Snow blowing and snow drifting are the major transportation issues in the mid-west regions of the US located in high altitude. The amount of snow that blows onto the road is sometimes 100 times bigger than the amount of snow that actually falls during a typical winter storm. The negative impacts are obstruction in the road user’s visibility and mobility, continuous snow plowing needs, travel delay, road accidents, excessive salt and chemical application, vehicular corrosion etc. Snow fences have been found to be effective in mitigating these negative impacts of blowing and drifting snow by working as a barrier against the wind-transported snow and depositing it on the designated areas on the side of the road. However, this effective snow control technology has been largely overlooked by industry because of not having adequate knowledge on the safety as well as cost effectiveness of the snow fences. In this study, the safety effectiveness of the snow fence has been identified by developing the Crash Modification Factor (CMF). The cost effectiveness of the snow fence was evaluated by identifying all the costs and benefits of installing a snow fence by assuming an imaginary snow fence along a snow vulnerable road segment in Hudson, IL. The CMF values shows that snow fence along the interstate in IL is capable of reducing snow blowing crashes as high as 37%. The evaluation of costs and benefits for two different types of snow fences shows that, for overall transportation industry the benefit to cost ratio is more than 1.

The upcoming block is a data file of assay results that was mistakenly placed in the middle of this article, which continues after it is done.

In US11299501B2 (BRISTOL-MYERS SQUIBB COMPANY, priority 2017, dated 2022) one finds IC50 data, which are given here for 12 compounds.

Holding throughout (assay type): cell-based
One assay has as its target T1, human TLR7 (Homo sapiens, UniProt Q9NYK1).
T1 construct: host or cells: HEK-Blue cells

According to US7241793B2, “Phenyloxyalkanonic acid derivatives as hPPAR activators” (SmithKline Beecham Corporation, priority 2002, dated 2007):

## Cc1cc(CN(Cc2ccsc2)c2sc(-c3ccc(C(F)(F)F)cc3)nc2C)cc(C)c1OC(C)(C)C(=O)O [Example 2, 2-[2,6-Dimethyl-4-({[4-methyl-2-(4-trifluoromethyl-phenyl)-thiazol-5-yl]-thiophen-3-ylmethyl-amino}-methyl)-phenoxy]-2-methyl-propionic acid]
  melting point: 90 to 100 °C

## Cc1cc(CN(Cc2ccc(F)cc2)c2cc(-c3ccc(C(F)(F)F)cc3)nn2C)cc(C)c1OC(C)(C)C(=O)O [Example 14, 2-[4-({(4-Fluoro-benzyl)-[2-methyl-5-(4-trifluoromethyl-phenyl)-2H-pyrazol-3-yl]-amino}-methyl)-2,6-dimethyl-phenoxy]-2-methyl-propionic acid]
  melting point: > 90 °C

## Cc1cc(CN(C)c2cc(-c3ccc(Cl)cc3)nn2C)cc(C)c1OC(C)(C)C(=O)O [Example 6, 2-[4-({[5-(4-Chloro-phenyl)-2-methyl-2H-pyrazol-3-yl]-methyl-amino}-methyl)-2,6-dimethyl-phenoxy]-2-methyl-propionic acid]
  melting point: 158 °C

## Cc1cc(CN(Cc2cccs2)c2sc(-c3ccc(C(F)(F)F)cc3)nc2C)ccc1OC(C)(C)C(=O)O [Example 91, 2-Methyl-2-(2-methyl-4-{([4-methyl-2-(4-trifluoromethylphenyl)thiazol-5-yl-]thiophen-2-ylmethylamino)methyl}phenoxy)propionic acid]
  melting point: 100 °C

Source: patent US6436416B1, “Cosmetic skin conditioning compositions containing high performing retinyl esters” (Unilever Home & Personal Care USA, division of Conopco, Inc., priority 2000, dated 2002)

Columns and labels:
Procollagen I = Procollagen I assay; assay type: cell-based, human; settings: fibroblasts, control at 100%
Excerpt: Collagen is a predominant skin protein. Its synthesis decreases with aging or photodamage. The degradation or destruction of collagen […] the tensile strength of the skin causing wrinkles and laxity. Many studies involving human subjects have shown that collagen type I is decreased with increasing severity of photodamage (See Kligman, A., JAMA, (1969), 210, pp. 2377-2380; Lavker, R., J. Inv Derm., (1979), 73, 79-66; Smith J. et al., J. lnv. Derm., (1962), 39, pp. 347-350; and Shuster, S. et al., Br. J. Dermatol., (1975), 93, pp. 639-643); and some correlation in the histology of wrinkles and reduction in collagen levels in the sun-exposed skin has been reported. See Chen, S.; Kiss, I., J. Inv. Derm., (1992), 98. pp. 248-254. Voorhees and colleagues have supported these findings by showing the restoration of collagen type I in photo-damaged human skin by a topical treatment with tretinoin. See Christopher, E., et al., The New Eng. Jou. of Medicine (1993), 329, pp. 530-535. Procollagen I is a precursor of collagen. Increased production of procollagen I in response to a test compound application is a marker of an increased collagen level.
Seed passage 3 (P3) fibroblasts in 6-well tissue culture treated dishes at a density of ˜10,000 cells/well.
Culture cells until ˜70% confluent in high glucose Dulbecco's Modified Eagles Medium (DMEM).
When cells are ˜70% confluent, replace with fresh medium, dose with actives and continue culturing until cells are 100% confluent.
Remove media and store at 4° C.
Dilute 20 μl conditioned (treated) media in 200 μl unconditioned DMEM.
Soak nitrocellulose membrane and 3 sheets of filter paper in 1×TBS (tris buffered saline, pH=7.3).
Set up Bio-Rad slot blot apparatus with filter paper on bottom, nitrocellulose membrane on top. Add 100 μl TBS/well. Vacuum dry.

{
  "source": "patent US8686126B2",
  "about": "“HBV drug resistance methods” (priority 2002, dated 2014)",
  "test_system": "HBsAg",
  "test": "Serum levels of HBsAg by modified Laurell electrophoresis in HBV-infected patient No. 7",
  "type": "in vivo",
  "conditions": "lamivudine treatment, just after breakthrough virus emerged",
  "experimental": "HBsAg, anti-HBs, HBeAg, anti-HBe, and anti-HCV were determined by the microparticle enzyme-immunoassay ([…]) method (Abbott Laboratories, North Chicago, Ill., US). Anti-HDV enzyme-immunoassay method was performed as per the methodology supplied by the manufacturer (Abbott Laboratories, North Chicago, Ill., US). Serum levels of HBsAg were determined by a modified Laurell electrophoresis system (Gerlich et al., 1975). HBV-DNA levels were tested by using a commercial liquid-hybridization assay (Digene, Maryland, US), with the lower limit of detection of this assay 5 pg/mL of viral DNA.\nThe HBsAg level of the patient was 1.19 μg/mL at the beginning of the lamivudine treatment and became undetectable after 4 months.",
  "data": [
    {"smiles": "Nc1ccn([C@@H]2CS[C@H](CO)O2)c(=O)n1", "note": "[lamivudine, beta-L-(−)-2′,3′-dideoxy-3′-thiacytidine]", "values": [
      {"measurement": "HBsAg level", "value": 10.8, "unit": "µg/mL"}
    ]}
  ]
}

|Commitee:||Fries, Ryan, Huang, Jianwei|
|School:||Southern Illinois University at Edwardsville|
|School Location:||United States -- Illinois|
|Source:||MAI 81/7(E), Masters Abstracts International|
|Subjects:||Transportation, Civil engineering|
|Keywords:||Benefit-cost analysis, Crash modification factor, Living snow fence, Safety effectiveness, Snow fence, Structural snow fence|
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